Jack Kerouac statue to find home in Fraser
A life-sized statue of a famous literary figure will be the centerpiece of Fraser’s newly revitalized public park.
Fraser will be purchasing the $50,000 statue of Jack Kerouac using money from the county’s Conservation Trust Fund after the Grand County commissioners unanimously approved the town’s application.
The Colorado Department of Local Affairs distributes the Conservation Trust Fund to local governments using proceeds from the Colorado Lottery. These dollars can be used for the acquisition, development and maintenance of new conservation sites or for capital improvement or maintenance of public recreation sites like parks and open spaces.
Before accepting the application the county did confirm with DOLA that this use of the funds would be acceptable, as the statue will be on public property in an area with recreational use. Conservation Trust Funds are split by commissioner district in Grand, and the majority of the funds will be from District 1, which covers the Fraser and Winter Park area, along with small contributions from the other two districts.
Local artist Howard Neville created the bronze statue of Kerouac, which was unveiled in 2019. Kerouac is known as a forefather of the hippie movement, his work credited with influencing ‘60s rock bands including Bob Dylan, The Beatles, The Grateful Dead and The Doors.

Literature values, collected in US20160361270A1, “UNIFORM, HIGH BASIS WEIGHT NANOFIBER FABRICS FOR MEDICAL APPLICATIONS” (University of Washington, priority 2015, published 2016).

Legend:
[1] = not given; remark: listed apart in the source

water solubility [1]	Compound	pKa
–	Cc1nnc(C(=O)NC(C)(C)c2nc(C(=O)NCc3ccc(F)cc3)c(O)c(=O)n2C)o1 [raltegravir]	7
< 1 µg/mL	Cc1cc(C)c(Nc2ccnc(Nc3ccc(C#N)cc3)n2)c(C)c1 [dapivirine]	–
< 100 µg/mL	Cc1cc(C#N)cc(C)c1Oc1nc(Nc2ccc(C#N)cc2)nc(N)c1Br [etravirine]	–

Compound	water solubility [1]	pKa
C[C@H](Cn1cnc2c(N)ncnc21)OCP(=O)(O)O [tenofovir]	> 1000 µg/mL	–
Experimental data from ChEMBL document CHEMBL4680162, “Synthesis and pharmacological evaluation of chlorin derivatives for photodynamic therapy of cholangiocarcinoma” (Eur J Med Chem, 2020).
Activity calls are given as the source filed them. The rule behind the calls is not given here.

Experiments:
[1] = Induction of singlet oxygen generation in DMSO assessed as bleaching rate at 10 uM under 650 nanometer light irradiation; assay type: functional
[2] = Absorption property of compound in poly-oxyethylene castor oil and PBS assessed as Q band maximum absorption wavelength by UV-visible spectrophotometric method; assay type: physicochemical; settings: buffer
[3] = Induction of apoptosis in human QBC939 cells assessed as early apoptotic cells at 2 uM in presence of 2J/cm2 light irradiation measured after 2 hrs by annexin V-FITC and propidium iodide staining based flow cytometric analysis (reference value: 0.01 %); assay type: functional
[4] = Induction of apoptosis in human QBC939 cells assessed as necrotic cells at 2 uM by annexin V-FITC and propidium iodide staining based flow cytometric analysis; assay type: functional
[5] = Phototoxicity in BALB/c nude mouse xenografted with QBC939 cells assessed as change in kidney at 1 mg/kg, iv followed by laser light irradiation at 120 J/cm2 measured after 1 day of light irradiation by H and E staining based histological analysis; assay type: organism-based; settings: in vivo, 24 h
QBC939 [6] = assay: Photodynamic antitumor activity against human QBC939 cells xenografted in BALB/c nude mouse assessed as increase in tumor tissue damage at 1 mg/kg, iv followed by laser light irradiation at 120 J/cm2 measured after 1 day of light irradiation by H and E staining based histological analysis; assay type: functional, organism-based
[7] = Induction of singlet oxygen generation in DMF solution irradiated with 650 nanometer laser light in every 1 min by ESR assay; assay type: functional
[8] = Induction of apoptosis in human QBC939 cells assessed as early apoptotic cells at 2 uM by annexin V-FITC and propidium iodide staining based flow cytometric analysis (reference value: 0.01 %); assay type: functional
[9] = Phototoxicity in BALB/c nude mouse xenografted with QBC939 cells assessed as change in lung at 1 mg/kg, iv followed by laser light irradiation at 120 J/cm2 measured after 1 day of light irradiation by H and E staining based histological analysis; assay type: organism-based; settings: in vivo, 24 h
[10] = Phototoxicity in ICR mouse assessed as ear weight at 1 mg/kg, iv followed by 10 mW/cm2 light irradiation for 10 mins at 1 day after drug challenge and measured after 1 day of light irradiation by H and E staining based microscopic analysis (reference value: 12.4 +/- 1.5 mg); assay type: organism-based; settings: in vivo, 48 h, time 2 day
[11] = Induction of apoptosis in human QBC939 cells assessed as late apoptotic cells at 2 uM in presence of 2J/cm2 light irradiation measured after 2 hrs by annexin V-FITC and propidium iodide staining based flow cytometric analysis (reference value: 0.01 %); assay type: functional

The novelist and poet died at 47 in 1969 and has a tie to the Fraser Valley. He frequently traveled US Highway 40 and wrote about Berthoud Pass.
This will not be Neville’s first work to be on display in the area. He created the life-size bronze statues of Glenn Miller and Dwight Eisenhower, which sit in Fraser’s Lions Ponds park.
The Kerouac statue will be the centerpiece of the Fraser Mural Park. The pocket park, which sits behind Fraser Valley Distilling, saw major improvements over the last few months thanks to a nearly $100,000 Revitalizing Main Street grant the town received from the Colorado Department of Transportation earlier this year.
Fraser Marketing and Communications Manager Sarah Wieck explained that a few items, like a bike rack and bike repair stand, will be added next year, but that the major work has been completed.
Wieck, who’s also the staff liaison for Fraser’s Public Arts Committee, said that County Commissioner Rich Cimino encouraged the town to apply for the Conservation Trust Funds for the statue purchase. She said the statue will bring even more public art to Fraser and help tie the new public space together.
“After that work got done — all the concrete work — I was like, ‘The space needs more,’” Wieck said. “It’s coming together kind of on its own, which is neat.”
The Public Arts Committee plans to schedule events throughout the year at the Mural Park.
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